I would imagine not 13 million given this kid isn’t getting that and this was clearly a lie to get him to sign. Every kid is going to sign for something different and this guy was looking for money.
Manning has no real incentive to do that given his family pedigree so id imagine the NIL played a much smaller role
 

Bob_Loblaw

Well-known member
Joined
Oct 23, 2009
Messages
17,840
Reaction score
10,308
Points
113
How long til he commits to Wisconsin? And then how long til that troll posts 10 links to the story?
It looked like exactly 1 post until it brought a troll out.
 

Gophers1992

Well-known member
Joined
Oct 8, 2019
Messages
2,055
Reaction score
2,653
Points
113
Correct! NIL is Name, Image, & Likeness. Use of NIL is not what is happening. They are getting paid to play. That kid was never bringing in $13MM in marketing or use of his NIL. However, it shows how much wasteful $$ is directed to sports and entertainment.
This is why the NCAA and whoever else is involved should stop trying to differentiate between NIL, pay for play, etc. Just let people spend their money however they wish.
 



A_Slab_of_Bacon

Well-known member
Joined
Sep 21, 2015
Messages
20,962
Reaction score
8,964
Points
113
This fiasco makes clear that NIL is an independent personal marketing arrangement between the player and third-parties, that is not a recruiting device, and certainly isn't a prohibited "pay for play" arrangement, right? If this kid--the number 7 ranked QB in his national HS class under 247's composite rating (0.9721)--has multiple school's attempting to get him $13M to play, think how much Texas must have come up with to get Arch Manning's signature on the dotted line. What are the six QBs who are ranked ahead of this kid in the 2023 recruiting class commanding in NIL money? I'm glad the Gophers are what they are--an actual college football team.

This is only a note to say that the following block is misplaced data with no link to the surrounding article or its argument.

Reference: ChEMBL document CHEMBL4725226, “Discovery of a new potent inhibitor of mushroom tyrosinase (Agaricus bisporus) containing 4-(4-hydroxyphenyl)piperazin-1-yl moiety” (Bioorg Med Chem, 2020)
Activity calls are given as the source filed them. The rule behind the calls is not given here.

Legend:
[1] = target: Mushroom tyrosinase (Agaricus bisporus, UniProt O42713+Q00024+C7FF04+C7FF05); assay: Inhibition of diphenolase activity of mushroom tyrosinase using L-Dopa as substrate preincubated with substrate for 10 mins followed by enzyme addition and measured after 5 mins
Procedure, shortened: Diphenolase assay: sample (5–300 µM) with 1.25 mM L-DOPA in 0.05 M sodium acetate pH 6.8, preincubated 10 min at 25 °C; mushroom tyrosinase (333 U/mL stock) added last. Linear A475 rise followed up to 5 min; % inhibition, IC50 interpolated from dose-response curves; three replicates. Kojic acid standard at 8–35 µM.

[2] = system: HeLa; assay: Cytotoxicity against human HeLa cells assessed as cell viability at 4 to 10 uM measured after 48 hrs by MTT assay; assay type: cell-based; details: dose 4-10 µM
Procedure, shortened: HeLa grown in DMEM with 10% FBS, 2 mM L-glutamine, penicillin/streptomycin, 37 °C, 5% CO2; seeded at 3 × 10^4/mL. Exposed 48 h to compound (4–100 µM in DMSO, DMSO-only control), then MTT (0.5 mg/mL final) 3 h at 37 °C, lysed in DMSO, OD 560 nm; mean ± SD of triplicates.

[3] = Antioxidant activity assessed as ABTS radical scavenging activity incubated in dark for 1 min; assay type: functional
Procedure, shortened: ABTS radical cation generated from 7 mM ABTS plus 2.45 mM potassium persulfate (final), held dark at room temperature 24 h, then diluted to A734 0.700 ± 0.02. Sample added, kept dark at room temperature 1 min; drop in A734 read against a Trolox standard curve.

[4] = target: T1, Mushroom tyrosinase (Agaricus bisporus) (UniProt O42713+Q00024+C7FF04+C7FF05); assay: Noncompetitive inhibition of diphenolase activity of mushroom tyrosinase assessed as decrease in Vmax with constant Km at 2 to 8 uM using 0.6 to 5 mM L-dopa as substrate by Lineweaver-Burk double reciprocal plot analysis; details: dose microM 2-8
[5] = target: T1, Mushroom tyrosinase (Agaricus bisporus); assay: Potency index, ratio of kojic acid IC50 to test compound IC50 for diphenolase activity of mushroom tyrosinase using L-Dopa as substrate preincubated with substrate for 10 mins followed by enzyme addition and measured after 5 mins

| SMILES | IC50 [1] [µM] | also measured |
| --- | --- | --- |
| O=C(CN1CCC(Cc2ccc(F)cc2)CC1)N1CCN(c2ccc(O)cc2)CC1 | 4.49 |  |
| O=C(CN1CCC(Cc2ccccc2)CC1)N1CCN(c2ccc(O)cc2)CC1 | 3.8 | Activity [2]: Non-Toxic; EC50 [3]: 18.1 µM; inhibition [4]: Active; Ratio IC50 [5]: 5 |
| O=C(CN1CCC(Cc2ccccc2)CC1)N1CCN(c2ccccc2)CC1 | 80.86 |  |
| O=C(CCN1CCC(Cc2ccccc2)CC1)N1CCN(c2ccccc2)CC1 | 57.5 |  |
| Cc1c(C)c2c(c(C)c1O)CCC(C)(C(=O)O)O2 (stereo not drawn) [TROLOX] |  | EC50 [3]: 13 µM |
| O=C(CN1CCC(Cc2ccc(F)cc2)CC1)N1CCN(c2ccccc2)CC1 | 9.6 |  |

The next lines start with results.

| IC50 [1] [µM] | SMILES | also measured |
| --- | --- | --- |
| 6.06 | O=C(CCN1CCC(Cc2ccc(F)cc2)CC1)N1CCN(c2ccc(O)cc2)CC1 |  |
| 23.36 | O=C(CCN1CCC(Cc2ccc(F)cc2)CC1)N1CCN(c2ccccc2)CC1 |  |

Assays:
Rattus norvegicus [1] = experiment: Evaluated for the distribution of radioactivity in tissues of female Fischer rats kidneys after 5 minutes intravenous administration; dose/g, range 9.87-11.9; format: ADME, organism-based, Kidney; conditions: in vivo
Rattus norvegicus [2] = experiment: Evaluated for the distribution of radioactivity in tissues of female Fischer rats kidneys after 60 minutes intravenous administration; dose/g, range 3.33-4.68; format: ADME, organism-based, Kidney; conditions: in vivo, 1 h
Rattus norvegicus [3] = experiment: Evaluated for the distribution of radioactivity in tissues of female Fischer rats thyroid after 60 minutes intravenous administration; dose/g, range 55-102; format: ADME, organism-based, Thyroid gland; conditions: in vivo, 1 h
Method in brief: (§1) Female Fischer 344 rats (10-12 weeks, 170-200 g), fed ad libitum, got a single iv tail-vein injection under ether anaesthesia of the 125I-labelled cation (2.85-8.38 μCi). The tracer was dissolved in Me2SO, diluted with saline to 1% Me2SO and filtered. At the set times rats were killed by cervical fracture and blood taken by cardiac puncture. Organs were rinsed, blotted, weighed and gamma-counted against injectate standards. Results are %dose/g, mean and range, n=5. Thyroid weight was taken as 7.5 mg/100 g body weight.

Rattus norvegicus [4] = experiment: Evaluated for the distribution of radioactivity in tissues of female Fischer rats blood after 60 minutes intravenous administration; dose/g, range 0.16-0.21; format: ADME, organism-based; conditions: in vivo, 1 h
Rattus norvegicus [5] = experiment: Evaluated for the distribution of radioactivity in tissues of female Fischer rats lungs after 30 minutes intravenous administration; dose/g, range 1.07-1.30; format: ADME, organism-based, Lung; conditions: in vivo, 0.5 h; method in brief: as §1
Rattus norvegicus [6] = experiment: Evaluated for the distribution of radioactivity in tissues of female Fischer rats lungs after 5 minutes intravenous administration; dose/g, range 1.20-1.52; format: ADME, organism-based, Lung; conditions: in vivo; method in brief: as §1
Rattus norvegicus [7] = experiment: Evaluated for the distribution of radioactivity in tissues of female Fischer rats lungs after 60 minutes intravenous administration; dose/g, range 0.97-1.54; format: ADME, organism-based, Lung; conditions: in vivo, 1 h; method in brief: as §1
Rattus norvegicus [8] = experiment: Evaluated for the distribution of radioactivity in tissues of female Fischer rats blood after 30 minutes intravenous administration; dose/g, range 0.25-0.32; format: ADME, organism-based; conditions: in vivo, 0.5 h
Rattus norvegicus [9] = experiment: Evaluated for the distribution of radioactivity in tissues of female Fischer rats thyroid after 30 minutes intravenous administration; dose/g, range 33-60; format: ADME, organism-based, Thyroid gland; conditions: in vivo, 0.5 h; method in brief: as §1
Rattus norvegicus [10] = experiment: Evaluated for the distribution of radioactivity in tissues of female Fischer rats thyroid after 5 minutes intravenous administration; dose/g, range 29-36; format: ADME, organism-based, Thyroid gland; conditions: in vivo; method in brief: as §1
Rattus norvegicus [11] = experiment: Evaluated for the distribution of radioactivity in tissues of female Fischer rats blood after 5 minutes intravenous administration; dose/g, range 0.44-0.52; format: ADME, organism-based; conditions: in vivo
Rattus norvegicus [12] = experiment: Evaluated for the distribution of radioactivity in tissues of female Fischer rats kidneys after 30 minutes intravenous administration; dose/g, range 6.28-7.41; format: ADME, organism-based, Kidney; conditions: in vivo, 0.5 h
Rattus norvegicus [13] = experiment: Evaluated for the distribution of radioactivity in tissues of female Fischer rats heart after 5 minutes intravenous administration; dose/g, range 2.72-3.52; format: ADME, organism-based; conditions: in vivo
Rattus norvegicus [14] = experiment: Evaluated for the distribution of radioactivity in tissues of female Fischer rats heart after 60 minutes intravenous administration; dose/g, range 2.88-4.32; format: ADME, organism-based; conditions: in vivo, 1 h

Well let’s be clear… he did NOT get 13 million.


It’s possible others are getting way less, but actually are getting money.
 

MNVCGUY

Well-known member
Joined
Oct 8, 2011
Messages
15,741
Reaction score
12,521
Points
113
I’ll be real curious to see how many of these “deals” end up being complete shit, particularly for these unproven commodities. Also, this kid is making more than the minimum nfl rookie salary. If that doesn’t ring alarm bells for the sustainability of the whole system for people
That is the crazy part of all this....some collective was saying they would throw 13 million in pay for play money (not NIL) at a recruit who hasn't even taken a single college snap and could be a total bust like so many of them end up being.

I just hope at some point there starts to be a distinction between the legit NIL deals and these bogus pay for play deals that are being called NIL even though they clearly are not.
 

Bob_Loblaw

Well-known member
Joined
Oct 23, 2009
Messages
17,840
Reaction score
10,308
Points
113
Interesting part of the story:

The situation could have long-term ramifications for Napier and the Gators. Rashada's representatives could file a lawsuit against the Gator Collective and maybe the athletic department.